So many people lack an enzyme called lactase which is in your gut. Lactase is used to beak down lactose in dairy products. Without this enzyme, lactose enters the large intestine and causes typical GI distress symptoms (diarrhea, gas and bloating).
Unlike some of the other distress causing products, lactose intolerance can be diagnosed through a relatively simple elimination diet with the help of a Registered Dietitian. Also, in some cases it can be managed using enzyme pills (lactase) to help the body breakdown the lactose. I say just let go of the lactose, now a days they have so many alternatives that are just as delicious.
OTHER CAUSES OF GI DISCOMFORT
It may seem like the list of gas-causing foods never ends, but it does not necessarily mean something is going wrong in your body. Some foods just put more air better known as gas in our bodies than others.
For example, remember that kid in grade school who could burp the alphabet after a can of coke? Well, carbonated beverages can increase the amount of air that gets into the digestive tract so stick to the water fountain if gas is a concern.
Candies and gum work similarly to carbonated beverages by increasing the amount of air you swallow. They also tend to use some gas-causing sweeteners mentioned in the FOPMAP section.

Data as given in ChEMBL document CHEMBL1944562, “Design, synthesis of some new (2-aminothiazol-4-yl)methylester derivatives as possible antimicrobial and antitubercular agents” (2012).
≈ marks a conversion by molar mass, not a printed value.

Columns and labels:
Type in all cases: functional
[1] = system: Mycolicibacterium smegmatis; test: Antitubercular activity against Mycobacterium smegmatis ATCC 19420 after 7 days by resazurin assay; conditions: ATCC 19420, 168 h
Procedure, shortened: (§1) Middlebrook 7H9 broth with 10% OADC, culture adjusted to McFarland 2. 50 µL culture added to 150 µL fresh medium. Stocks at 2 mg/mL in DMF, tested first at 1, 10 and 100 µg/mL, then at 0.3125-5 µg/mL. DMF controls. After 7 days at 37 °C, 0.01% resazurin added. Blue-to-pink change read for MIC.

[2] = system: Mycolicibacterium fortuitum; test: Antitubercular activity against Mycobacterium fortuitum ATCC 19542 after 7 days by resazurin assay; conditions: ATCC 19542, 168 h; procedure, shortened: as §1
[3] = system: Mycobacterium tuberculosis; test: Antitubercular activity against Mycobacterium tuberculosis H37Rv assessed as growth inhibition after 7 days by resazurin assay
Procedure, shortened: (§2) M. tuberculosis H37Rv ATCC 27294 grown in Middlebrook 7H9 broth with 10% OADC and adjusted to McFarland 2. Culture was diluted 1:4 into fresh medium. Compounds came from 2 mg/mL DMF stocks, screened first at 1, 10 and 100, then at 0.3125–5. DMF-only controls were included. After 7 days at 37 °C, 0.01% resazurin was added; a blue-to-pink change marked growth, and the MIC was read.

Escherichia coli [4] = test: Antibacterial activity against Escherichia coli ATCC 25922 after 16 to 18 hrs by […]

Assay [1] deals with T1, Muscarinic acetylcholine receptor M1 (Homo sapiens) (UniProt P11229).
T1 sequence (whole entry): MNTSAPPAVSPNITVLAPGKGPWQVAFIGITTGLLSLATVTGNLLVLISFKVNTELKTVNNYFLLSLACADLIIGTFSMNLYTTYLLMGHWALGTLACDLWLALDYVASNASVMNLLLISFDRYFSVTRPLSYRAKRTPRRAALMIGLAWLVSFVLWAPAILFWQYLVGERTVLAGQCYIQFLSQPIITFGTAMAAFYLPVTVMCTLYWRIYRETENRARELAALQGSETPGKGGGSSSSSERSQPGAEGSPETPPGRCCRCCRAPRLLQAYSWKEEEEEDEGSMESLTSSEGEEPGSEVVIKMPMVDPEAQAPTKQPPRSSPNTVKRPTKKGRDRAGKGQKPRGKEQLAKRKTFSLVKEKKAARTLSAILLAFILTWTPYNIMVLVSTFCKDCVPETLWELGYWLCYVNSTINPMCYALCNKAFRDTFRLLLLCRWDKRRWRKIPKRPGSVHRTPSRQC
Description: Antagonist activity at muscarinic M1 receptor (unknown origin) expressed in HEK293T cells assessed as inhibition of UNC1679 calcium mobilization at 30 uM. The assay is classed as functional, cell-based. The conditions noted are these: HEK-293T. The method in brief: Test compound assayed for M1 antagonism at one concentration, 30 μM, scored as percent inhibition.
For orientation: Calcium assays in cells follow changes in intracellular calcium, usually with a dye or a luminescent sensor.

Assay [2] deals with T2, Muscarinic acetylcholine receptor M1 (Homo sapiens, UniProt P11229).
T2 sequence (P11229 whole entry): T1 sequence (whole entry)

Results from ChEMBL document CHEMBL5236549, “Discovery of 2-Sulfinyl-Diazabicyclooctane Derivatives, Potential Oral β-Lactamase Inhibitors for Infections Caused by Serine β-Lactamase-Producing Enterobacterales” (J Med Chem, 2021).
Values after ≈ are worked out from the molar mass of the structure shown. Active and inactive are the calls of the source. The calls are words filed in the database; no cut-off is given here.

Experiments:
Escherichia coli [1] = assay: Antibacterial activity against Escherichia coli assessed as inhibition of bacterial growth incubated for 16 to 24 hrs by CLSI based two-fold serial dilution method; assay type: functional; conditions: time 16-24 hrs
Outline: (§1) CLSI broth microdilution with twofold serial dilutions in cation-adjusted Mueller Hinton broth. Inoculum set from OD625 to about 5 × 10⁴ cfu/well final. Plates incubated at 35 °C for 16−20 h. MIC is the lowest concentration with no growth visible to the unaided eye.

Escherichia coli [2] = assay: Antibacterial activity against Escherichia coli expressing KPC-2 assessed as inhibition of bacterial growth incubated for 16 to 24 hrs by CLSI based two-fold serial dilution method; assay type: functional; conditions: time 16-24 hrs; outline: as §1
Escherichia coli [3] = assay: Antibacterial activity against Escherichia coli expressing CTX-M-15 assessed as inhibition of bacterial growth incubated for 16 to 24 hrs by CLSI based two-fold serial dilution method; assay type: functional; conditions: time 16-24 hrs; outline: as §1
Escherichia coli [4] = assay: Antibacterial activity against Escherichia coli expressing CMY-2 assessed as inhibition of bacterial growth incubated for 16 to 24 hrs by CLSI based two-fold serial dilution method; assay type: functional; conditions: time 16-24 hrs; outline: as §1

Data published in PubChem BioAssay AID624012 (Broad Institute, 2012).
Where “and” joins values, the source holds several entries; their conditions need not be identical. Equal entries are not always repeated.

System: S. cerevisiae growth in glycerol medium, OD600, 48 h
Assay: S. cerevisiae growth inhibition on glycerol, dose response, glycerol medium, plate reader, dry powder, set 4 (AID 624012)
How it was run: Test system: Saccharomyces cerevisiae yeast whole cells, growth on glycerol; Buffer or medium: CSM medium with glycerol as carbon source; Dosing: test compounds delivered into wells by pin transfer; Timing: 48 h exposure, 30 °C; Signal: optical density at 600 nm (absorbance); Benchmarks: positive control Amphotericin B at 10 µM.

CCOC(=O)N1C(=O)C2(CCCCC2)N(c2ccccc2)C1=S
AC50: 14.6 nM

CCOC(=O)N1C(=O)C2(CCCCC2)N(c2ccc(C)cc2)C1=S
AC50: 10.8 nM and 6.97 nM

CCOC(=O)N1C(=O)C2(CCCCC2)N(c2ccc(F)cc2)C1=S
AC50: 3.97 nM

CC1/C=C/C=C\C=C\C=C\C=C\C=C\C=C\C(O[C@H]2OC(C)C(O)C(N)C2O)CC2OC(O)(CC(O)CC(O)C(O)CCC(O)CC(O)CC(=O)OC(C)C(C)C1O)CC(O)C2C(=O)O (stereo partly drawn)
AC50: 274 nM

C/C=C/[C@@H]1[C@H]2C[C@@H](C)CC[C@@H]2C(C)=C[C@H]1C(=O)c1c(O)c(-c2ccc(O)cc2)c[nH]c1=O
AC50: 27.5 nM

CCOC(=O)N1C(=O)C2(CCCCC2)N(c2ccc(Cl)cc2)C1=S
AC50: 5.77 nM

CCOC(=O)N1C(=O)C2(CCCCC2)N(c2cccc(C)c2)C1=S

Have you ever realized you had more gas after eating? Well maybe you were eating too fast or even too much! Take your time, sit your fork down after each bite if that helps. Also try listening to your body and really decide if you are still hungry or are you finishing your food because it is still on your plate. Many children over eat and I see this so much and it really makes me sad. Some parents tell their child not to waste food which is fine, but also watch your child’s portions at meal times and be sure that its not more than they can handle.
Look and for my ladies like I discussed in the beginning, that time of the month can also bring that discomfort of overwhelming gas and bloating. Sucks, but it is what it is!
Want to hear the good news? There are steps you can take to determine the likely cause of your increased gas. If you aren’t able to easily identify the culprit yourself, speak to a dietitian about going on a monitored elimination diet. Book an appointment with your doctor to get the proper testing and rule out any potentially more serious conditions (such as crohns, colitis or celiac disease which I will talk more on in a later blog post).
Have you noticed certain foods give you gas and bloating? What has helped you find relief of your tummy troubles? Leave me a comment below with some of your tips and tricks! They may help someone else!
Thanks you so much for stopping by!